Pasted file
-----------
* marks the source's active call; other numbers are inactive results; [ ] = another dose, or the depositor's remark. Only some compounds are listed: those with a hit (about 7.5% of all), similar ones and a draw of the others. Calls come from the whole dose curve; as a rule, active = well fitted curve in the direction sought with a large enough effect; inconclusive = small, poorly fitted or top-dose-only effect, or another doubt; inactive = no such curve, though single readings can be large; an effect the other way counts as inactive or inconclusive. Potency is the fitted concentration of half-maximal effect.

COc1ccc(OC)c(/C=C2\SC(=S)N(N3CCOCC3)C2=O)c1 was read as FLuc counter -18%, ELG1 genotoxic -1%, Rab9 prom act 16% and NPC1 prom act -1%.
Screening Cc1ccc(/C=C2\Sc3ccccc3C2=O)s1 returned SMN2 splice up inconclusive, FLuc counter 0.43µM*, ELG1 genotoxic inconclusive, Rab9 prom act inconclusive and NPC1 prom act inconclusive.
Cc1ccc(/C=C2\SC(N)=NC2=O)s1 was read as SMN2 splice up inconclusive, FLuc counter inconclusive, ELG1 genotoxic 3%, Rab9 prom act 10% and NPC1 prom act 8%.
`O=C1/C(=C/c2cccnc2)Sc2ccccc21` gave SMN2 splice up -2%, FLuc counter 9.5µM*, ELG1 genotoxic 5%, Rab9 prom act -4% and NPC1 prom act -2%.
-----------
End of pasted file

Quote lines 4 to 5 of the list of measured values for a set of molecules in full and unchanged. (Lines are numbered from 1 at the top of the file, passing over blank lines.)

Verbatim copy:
Cc1ccc(/C=C2\SC(N)=NC2=O)s1 was read as SMN2 splice up inconclusive, FLuc counter inconclusive, ELG1 genotoxic 3%, Rab9 prom act 10% and NPC1 prom act 8%.
`O=C1/C(=C/c2cccnc2)Sc2ccccc21` gave SMN2 splice up -2%, FLuc counter 9.5µM*, ELG1 genotoxic 5%, Rab9 prom act -4% and NPC1 prom act -2%.